There is an overall irony that two different neighboring pilot zones going through changes of policy at the same time result’s in a net transfer of financial burden paid by PRIDE from one association to the other as a result of reversed philosophies. Notwithstanding the above irony all our pilots but one or two over the years were great individuals and consummate professionals. They did not know much about a sailing ship but they learned that the crew of PRIDE were serious and professional. I can recall some great conversations with pilots about their country and about their business. And while it is true that a pilot aboard can assume the navigation of PRIDE, they cannot assume the actual ship handling. A pilot assuming the navigation…or properly speaking…the piloting of the vessel…leaves the master free to relax a small bit. It is also nice knowing that missing a navigation mark or colliding with another vessel is unlikely and that all vessel traffic service communications by radio will be handled with efficiency. One of the minor downsides of a pilot aboard is the reduced experiences being accumulated by the watch leaders.

Well, here we are at anchor at Matane awaiting a favorable weather change on day six of a fifteen day transit to Boston. We have traveled 719 nautical miles so far and we have used 420 gallons of fuel out of a total of 870 gallons. We have 906 nautical miles to go. If we are able to depart tomorrow, we will have 9 days to make the distance. Normally for such a distance we would have 8 days. Unlike these last 719 miles the next 906 miles requires negotiating the prevailing westerlies that flow from Boston toward the east along the southern side Nova Scotia. If that contrary flow is in full force when we get to Cape Canso at the east end of Nova Scotia we will be forced to wait again for a different more usable wind pattern for the run westward along Nova Scotia and on to Boston. At least there are more open water areas ahead than the tight rivers and canals we have been through thus far. Such openness could provide more than one way to use a given breeze to the good of getting along our way.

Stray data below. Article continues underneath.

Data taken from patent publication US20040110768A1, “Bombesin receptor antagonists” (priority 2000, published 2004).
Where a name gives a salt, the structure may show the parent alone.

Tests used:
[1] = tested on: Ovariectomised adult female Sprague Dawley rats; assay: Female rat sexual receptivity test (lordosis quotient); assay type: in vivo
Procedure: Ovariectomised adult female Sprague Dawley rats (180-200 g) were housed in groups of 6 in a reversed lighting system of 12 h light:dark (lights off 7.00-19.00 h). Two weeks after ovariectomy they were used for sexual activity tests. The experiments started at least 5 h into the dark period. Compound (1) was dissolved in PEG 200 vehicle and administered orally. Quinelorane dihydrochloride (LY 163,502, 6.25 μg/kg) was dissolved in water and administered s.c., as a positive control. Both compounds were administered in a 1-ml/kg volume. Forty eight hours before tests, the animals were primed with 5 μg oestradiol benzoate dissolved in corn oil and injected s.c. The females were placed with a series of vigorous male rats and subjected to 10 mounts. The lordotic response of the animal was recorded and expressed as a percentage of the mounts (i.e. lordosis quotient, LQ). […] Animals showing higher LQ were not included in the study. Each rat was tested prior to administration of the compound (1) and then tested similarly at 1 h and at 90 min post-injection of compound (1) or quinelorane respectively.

Meanwhile as we lay at anchor the crew are getting various maintenance chores and safety check items done. So, no vessel care time goes to waste, tied to the dock, underway or at anchor.


Jan C. Miles

And the weather bound crew of PRIDE OF BALTIMORE II